It’s 11:23 A.M. I’m down to the dregs of my 5th cup of coffee, and I am wired. Intellectually I know that excess coffee leads to crippling anxiety and poor sleep, but there’s an intemperate devil on my shoulder whispering “Whatever! You’ll sleep when you’re dead, and you’re never gonna die!”
So, with brain, skin, and shoes all too tight, here we go.
Work: Research interning at IUCN Oceania’s Pacific Centre for Environmental Governance. Topic: Deep-sea mining in the Pacific Islands. I’m collaborating with Taimil Taylor, policy analyst and general badass:
Taimil is originally from Papua New Guinea. She graduated Harvard Law and worked as a criminal lawyer in some of the more remote places of Australia, such as the bulk of Australia:
Her mother is Dame Meg Taylor:
Dame Meg Taylor is, like her daughter, a general badass. She is the current Secretary General for the Pacific Islands Forum, and she was made a Dame Commander of the Order of the British Empire by the Queen Herself!
And speaking of the Queen. Her image is being replaced by a lizard on some Fijian currency:
Back to business. Taimil and I are writing a synthesis report, a sort of “state of the debate” over deep-sea mining in the Pacific Islands. Deep-sea mining activities are most advanced in Papua New Guinea, with mineral extraction from a seafloor massive sulphide deposit at 1,600 meters depth in the Bismark Sea set to begin in 2018. What happens there may well set the regional, if not global, tone for deep-sea minerals exploitation.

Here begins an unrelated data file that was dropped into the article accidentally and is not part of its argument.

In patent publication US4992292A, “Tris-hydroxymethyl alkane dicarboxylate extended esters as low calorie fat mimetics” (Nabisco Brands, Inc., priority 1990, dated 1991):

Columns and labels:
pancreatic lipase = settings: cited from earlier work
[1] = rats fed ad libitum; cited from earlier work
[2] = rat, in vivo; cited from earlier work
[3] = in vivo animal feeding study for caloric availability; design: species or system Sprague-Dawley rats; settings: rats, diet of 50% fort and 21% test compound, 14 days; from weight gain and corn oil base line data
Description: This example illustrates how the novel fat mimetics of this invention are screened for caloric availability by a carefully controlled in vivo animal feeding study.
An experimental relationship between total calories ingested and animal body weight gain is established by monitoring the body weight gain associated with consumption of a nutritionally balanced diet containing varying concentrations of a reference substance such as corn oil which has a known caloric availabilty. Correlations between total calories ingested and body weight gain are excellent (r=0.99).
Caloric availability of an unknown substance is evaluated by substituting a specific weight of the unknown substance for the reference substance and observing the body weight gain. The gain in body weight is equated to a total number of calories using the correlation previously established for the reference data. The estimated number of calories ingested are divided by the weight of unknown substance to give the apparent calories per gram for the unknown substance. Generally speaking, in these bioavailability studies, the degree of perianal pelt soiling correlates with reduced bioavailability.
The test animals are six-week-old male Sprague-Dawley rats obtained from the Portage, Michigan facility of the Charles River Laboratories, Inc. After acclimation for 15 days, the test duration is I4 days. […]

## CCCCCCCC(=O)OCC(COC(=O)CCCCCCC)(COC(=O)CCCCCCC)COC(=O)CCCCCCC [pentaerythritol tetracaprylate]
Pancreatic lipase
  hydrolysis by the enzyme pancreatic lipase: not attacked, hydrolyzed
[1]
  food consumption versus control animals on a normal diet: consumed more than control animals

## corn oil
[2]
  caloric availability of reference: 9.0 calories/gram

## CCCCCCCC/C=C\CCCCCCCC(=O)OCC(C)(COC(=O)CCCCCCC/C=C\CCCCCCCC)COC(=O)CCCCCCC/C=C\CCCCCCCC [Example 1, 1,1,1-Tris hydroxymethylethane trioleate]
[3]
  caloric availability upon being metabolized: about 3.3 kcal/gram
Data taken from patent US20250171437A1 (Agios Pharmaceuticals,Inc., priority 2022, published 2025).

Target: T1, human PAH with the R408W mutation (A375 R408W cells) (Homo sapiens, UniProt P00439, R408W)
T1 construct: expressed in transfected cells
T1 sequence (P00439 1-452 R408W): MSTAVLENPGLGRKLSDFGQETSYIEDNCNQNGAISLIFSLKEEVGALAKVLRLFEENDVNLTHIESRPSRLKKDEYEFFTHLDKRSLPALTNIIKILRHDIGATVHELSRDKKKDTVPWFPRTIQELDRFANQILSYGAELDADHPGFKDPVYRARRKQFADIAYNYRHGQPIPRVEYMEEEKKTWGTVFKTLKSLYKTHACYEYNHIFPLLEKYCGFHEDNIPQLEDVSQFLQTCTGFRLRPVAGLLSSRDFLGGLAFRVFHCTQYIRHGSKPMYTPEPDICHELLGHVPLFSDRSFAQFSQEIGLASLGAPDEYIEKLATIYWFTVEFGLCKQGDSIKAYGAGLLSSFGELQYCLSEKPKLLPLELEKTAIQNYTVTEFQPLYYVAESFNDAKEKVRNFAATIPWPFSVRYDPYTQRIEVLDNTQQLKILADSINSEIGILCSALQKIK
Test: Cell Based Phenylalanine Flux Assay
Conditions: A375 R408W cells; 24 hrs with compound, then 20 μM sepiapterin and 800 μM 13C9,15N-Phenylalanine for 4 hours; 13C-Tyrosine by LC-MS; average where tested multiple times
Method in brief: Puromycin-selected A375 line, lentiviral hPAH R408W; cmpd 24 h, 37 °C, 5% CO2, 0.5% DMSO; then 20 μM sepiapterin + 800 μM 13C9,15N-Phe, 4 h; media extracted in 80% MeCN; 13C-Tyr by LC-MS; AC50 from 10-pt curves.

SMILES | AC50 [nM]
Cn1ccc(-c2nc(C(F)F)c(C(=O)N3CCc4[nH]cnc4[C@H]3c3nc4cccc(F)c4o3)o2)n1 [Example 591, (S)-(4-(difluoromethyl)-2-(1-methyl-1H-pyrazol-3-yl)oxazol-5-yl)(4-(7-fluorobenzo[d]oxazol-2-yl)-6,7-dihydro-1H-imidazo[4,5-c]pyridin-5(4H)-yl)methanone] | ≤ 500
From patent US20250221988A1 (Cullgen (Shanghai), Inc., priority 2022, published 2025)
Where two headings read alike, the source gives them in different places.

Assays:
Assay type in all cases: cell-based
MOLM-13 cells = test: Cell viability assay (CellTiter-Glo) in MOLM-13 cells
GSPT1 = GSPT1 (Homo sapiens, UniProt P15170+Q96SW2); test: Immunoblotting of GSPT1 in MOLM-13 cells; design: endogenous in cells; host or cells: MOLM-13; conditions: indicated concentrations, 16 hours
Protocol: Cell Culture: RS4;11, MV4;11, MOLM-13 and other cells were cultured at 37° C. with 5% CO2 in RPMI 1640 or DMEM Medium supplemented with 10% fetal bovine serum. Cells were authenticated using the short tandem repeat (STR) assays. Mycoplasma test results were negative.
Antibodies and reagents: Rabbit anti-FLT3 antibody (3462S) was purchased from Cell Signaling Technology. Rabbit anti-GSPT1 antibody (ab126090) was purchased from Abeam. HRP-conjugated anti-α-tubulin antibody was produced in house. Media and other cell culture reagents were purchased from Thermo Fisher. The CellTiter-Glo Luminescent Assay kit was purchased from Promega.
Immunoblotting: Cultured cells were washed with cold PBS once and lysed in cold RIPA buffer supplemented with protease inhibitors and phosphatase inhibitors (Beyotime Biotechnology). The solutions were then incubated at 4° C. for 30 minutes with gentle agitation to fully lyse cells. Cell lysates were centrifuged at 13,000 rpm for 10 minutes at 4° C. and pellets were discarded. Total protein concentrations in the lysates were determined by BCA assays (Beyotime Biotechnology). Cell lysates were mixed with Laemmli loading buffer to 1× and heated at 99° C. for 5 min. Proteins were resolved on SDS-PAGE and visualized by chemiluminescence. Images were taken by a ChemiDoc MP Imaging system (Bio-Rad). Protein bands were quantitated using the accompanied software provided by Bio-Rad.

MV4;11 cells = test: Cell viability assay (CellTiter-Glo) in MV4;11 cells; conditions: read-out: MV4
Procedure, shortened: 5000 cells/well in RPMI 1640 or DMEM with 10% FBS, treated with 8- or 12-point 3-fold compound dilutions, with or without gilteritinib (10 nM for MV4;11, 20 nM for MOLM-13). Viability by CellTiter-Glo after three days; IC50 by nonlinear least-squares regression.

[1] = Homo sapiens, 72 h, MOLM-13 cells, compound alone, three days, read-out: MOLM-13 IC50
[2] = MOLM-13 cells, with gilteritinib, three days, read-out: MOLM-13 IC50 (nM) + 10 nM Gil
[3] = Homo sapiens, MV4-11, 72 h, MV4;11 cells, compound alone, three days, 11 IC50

Work is stimulating and engaging; I sit, read, think, write, and meet with experts about things that fascinate me for seven hours a day, or 20.8% of my time. I squander a solid 33% of my time on sleep, which, despite the coffee, I’m still getting way more of than I was in May (I wasn’t sleeping very much nor very well back then for some reason). The other 46.2% of my time is spent on buses painted cheerful colors (and the pollutingest darn things you ever saw!), eating (I’m chronically hungry), and in bars (Fiji parties until 5 am: I am, unequivocally, too old for that ****. Though it slay me, yet will I order another beer).
Additionally, Shaun and I made a visit to some beautiful, buxom bull sharks:
were told to stop rocking the carriage on Suva’s most thrilling Ferris wheel:
and collected starfruit snacks fresh from a tree:
Wrapping up: I’ve got two months left for this project. I should light a fire under me; we need to have our paper in draft form soon so that it gets the necessary review before the Leader’s Talanoa (discussion) we’re convening. We’re inviting ministers and other leaders from around the region to come to Suva to have a chat about ways forward regarding deep-sea mining. Check back in a month (late July) for updates.